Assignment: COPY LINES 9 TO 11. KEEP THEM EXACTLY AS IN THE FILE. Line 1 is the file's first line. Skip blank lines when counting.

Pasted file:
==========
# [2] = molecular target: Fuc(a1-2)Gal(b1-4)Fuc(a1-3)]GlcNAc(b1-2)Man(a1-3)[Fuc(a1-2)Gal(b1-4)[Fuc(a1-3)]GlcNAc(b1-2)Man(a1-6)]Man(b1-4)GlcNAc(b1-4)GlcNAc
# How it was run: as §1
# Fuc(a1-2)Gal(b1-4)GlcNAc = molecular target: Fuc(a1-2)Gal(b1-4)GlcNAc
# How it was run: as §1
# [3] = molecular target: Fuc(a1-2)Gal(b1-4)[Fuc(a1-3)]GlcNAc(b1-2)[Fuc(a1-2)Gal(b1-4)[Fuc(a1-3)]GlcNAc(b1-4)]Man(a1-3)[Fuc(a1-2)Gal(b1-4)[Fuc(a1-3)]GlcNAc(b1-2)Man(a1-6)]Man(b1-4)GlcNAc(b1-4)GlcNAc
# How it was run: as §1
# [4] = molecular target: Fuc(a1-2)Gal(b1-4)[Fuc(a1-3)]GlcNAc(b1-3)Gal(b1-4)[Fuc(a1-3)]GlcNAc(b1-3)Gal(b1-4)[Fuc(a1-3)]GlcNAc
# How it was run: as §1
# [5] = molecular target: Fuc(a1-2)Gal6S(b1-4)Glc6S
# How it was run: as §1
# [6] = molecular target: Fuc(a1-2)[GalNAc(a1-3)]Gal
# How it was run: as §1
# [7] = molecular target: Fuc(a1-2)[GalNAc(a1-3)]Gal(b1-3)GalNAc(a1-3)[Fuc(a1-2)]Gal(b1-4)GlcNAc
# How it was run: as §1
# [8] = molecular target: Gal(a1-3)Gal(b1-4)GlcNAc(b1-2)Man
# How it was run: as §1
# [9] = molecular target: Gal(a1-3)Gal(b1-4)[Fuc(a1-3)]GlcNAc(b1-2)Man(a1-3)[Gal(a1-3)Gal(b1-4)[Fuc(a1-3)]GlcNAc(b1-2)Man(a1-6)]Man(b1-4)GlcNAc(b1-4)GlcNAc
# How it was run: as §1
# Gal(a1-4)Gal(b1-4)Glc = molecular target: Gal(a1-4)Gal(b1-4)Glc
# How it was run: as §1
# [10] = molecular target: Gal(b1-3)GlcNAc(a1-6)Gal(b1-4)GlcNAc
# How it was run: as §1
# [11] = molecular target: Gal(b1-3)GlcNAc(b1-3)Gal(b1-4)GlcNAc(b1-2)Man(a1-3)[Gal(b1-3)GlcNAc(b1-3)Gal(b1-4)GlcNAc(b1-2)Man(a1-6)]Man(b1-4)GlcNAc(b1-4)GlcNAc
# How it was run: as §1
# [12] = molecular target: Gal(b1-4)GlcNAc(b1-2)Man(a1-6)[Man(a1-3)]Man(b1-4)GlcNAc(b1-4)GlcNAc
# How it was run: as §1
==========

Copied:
# [5] = molecular target: Fuc(a1-2)Gal6S(b1-4)Glc6S
# How it was run: as §1
# [6] = molecular target: Fuc(a1-2)[GalNAc(a1-3)]Gal